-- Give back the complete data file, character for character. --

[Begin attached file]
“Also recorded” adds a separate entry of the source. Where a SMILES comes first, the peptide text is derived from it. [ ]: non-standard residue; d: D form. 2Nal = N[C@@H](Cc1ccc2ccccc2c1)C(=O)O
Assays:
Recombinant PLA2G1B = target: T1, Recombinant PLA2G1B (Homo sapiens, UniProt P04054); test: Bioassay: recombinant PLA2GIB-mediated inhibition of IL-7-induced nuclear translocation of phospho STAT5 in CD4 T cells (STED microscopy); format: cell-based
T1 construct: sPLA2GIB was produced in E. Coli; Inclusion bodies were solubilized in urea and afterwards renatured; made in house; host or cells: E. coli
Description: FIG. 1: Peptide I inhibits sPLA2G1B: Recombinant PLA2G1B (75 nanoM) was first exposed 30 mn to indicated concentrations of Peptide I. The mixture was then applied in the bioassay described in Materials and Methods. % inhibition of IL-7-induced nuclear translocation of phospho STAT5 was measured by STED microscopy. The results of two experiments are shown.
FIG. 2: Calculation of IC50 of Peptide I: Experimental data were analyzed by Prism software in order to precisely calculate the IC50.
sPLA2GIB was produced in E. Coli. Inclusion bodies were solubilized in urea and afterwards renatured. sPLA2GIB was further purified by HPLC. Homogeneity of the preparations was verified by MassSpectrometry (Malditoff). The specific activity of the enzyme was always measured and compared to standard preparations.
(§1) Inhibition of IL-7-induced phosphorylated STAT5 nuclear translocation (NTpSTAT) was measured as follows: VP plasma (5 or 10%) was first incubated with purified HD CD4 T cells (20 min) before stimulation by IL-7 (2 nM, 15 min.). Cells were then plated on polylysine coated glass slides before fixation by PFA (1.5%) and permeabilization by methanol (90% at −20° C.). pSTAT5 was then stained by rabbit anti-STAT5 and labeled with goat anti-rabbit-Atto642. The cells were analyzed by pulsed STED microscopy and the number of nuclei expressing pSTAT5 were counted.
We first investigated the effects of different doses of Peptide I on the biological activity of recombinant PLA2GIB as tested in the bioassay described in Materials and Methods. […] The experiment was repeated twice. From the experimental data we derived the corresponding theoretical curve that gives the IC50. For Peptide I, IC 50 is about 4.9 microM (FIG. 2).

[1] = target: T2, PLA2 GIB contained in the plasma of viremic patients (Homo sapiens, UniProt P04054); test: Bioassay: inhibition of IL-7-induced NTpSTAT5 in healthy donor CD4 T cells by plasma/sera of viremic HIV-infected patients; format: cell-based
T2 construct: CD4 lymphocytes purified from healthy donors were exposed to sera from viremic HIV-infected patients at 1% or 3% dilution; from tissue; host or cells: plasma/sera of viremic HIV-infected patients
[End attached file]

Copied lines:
“Also recorded” adds a separate entry of the source. Where a SMILES comes first, the peptide text is derived from it. [ ]: non-standard residue; d: D form. 2Nal = N[C@@H](Cc1ccc2ccccc2c1)C(=O)O
Assays:
Recombinant PLA2G1B = target: T1, Recombinant PLA2G1B (Homo sapiens, UniProt P04054); test: Bioassay: recombinant PLA2GIB-mediated inhibition of IL-7-induced nuclear translocation of phospho STAT5 in CD4 T cells (STED microscopy); format: cell-based
T1 construct: sPLA2GIB was produced in E. Coli; Inclusion bodies were solubilized in urea and afterwards renatured; made in house; host or cells: E. coli
Description: FIG. 1: Peptide I inhibits sPLA2G1B: Recombinant PLA2G1B (75 nanoM) was first exposed 30 mn to indicated concentrations of Peptide I. The mixture was then applied in the bioassay described in Materials and Methods. % inhibition of IL-7-induced nuclear translocation of phospho STAT5 was measured by STED microscopy. The results of two experiments are shown.
FIG. 2: Calculation of IC50 of Peptide I: Experimental data were analyzed by Prism software in order to precisely calculate the IC50.
sPLA2GIB was produced in E. Coli. Inclusion bodies were solubilized in urea and afterwards renatured. sPLA2GIB was further purified by HPLC. Homogeneity of the preparations was verified by MassSpectrometry (Malditoff). The specific activity of the enzyme was always measured and compared to standard preparations.
(§1) Inhibition of IL-7-induced phosphorylated STAT5 nuclear translocation (NTpSTAT) was measured as follows: VP plasma (5 or 10%) was first incubated with purified HD CD4 T cells (20 min) before stimulation by IL-7 (2 nM, 15 min.). Cells were then plated on polylysine coated glass slides before fixation by PFA (1.5%) and permeabilization by methanol (90% at −20° C.). pSTAT5 was then stained by rabbit anti-STAT5 and labeled with goat anti-rabbit-Atto642. The cells were analyzed by pulsed STED microscopy and the number of nuclei expressing pSTAT5 were counted.
We first investigated the effects of different doses of Peptide I on the biological activity of recombinant PLA2GIB as tested in the bioassay described in Materials and Methods. […] The experiment was repeated twice. From the experimental data we derived the corresponding theoretical curve that gives the IC50. For Peptide I, IC 50 is about 4.9 microM (FIG. 2).

[1] = target: T2, PLA2 GIB contained in the plasma of viremic patients (Homo sapiens, UniProt P04054); test: Bioassay: inhibition of IL-7-induced NTpSTAT5 in healthy donor CD4 T cells by plasma/sera of viremic HIV-infected patients; format: cell-based
T2 construct: CD4 lymphocytes purified from healthy donors were exposed to sera from viremic HIV-infected patients at 1% or 3% dilution; from tissue; host or cells: plasma/sera of viremic HIV-infected patients